"All mystics come from the same country and speak the same language," St. Martin of Tours once said. Mystics revitalized early and medieval Christianity; they built a sturdy path as Sufis within Islam; they created a worthy series of devotional resources in Hasidism and Kabbalah in Judaism; they encouraged a "don't know" practice in Zen and Dzogchen Buddhism; and they brought to Hinduism a tradition of inspiring transformation.

Mystics emphasize the active and the practical; they seek a direct experience of the transcendent, usually through a deep and intimate relationship with the Divine. Most of those on this path of action and contemplation claim that they can increase their spiritual sensitivities through silence, simplicity, and solitude.

Mary Jo Weaver, a Catholic, believes that a mystic is simply a person who takes a long, loving look at reality. Reverence and wonder play an important part in this way of life where nothing is excluded from the heart.

"Today I realize that I am the guest the mystics talk about," says Rumi in one of his many Sufi poems translated by Colman Barks. Gratitude is an expression of our thanks for all the blessings of life that we have received through the grace of God. Mystics dig deep within to explore these connections.

"In the coming age," Catholic theologian Karl Rahner has written, "we must all become mystics, or be nothing at all." Those who are fed up with the religious battles of the past look to mysticism as a path that moves beyond the dualism of "us" versus "them" and forges new bonds of relationships between peoples and communities. The separations (dogma, exclusivism, and hierarchy) which tear things apart can be replaced by spiritual openness and hospitality.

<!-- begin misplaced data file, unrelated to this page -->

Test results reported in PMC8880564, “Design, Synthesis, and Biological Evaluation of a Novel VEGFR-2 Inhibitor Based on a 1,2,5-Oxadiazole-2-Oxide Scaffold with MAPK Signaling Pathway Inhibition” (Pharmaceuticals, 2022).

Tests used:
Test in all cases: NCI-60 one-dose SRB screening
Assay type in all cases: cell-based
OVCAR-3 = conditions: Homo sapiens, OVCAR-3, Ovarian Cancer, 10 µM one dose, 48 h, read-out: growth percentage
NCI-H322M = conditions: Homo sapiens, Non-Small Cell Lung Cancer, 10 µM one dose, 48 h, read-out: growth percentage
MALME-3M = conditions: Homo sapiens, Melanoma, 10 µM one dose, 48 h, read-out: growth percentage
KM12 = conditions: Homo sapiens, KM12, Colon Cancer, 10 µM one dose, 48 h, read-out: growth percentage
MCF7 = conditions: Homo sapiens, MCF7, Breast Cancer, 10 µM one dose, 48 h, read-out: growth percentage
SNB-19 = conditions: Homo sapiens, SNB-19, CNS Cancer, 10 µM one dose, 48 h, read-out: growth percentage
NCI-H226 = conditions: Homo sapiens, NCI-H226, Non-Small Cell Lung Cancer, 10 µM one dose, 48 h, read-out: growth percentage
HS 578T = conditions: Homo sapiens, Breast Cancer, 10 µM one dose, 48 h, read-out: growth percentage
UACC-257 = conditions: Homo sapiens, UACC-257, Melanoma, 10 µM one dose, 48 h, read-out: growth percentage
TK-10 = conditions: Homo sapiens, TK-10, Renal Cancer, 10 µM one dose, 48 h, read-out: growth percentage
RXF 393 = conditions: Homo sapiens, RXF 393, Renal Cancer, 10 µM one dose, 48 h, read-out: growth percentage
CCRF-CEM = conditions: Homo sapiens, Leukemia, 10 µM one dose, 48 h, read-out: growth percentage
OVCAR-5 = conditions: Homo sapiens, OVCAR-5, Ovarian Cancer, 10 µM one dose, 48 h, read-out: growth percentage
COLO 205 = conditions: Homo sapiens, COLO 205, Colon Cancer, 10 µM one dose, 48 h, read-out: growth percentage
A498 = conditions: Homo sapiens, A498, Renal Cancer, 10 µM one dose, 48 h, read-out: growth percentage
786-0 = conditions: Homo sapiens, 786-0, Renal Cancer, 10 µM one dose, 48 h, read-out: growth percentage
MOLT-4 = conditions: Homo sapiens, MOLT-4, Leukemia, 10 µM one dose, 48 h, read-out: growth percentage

"Everyone is born a mystic and a lover who experiences the unity of things," Anglican Matthew Fox has observed. Our experience of community and communion leads to the practices of justice, love, and compassion. Our sense of oneness with the Divine fuels our activism. We become aware that we are here to do our part in the mending of the world.

All these aspects of the mystical life are discussed in the 31 readings on mysticism we have gathered here. We hope these resources will help deepen and enrich your appreciation and understanding of this path which crosses all religions and speaks to the needs of all spiritually independent souls including "nones" and those who are "spiritual but not religious."

Here is "The Mystic's Prayer" by Hazrat Inayat Khan, a Sufi seer, to keep in mind while you explore the readings:

"Give me, Oh God,
Deep thoughts
High Dreams
Few Words
Much Silence
The narrow path
The wide outlook
The end in peace.